[ 305 Pa. Super. Page 221]

    this case may not be the most judicious way to conduct a voir dire examination, we do not believe it to be violative of due process or an abuse of discretion by the trial judge. The court determined here what questions were to be asked and appellant was free to submit inquiries for the court's approval. Further, the court was available during the examination to rule on any objection raised by the parties. Since the scope of voir dire was structured by the court, the actual reading of the questions was but a ministerial act which did not impede the capacity of the examination to ferret out potential jurors incapable of rendering an impartial decision. We find, therefore, that the lower court did not abuse its discretion in permitting a deputy court clerk to read the voir dire questions to the veniremen.

Appellant's second contention is that the lower court erred in refusing to include in the voir dire examination two of appellant's proposed questions pertaining to possible jury bias. The questions denied were as follows:

11. Would any of you if you were otherwise satisfied under the evidence and by the charge of the Court that there was negligence on the part of one or more defendants in the present action which caused or substantially contributed to plaintiff's injuries, hesitate to find a verdict and award damages against such defendant either because he is a physician or it is a hospital?

12. Do any of you have any feelings or beliefs whatsoever concerning the propriety of bringing a malpractice action against a physician or hospital?

Although a juror's possible prejudice or bias concerning malpractice actions against physicians or hospitals is a relevant consideration which could affect a particular juror's impartiality, the specific inquiries proposed by appellant in this case were rather ambiguously phrased. While questions of a general nature are the preferred mode of conducting voir dire, inquiring as to a juror's "feelings or beliefs . . . concerning the propriety of bringing a malpractice action" or whether a juror would "hesitate" to find against a

[ 305 Pa. Super. Page 222]

    physician or hospital if the evidence established negligence on their part do not necessarily call for responses indicating a juror's fixed opinion in such matters. As stated in Commonwealth v. McGrew, 375 Pa. 518, 524, 100 A.2d 467, 470 (1953):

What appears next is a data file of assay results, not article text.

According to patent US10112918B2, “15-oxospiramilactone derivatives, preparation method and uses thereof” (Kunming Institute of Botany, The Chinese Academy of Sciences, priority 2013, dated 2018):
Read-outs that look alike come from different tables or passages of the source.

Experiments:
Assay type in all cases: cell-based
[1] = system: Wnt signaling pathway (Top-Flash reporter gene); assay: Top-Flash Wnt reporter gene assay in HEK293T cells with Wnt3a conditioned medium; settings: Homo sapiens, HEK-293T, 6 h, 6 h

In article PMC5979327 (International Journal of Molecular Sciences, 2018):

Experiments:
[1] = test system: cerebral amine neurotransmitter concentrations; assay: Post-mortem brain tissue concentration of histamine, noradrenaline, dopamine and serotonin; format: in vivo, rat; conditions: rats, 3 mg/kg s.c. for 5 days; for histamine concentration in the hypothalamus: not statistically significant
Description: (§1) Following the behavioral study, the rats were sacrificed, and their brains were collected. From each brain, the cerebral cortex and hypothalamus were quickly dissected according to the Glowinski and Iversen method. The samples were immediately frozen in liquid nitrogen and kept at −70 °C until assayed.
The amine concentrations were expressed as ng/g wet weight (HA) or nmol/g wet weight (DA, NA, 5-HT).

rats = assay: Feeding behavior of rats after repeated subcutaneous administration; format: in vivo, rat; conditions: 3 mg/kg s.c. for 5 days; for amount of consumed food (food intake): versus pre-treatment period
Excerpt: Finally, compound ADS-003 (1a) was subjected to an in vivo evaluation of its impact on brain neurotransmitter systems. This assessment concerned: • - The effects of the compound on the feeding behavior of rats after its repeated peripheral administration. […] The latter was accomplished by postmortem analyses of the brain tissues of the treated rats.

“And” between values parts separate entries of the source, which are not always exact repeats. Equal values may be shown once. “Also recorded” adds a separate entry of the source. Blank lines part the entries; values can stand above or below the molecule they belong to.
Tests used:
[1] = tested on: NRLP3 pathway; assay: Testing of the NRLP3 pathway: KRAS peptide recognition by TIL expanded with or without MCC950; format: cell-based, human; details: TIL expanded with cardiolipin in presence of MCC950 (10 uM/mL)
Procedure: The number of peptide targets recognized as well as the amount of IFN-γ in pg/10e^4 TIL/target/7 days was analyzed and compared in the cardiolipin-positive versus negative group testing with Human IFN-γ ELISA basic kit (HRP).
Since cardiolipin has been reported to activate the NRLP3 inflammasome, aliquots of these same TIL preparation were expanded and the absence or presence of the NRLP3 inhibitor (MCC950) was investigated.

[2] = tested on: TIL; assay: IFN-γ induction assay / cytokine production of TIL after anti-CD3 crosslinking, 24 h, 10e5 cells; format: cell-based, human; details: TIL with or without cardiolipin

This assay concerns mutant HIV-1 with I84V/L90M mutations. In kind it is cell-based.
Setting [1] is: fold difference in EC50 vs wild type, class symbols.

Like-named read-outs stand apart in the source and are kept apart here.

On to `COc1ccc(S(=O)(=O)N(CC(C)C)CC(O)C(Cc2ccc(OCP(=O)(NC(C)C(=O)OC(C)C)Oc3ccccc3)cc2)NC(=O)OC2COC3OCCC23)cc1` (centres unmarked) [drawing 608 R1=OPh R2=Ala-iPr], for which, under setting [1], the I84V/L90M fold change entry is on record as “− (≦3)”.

"Neither the Commonwealth nor the defendant is entitled on the voir dire of the jury to inquire concerning what the jurors' present impressions or opinions are. The only question . . . is whether they have formed a fixed opinion."

In a similar vein this court has found that:

". . . a prospective juror's 'feelings' concerning the presumption of innocence to which appellant was entitled were of no moment, except to the extent that those feelings were unalterable. Since appellant's questions did not address the fixed nature of such feelings, it need not have been asked." Commonwealth v. Legree, 256 Pa. Super. 128, 135, 389 A.2d 634, 637 (1978).

In the instant case, the questions as worded, invited confusion in addition to inappropriate responses not affecting the relevancy of a juror's fixed inability to render an impartial judgment. Therefore, we find that the trial judge did not abuse his discretion in refusing to include appellant's proposed questions in the voir dire examination.

Appellant's next contention concerns the propriety of the lower court's ruling permitting the appellant's expert witness to be impeached by the contradictory testimony of another witness called by the defense. Appellant argues that the contradicted testimony involved a collateral matter which is never a proper subject for impeachment in this particular manner. While appellant has correctly stated the ...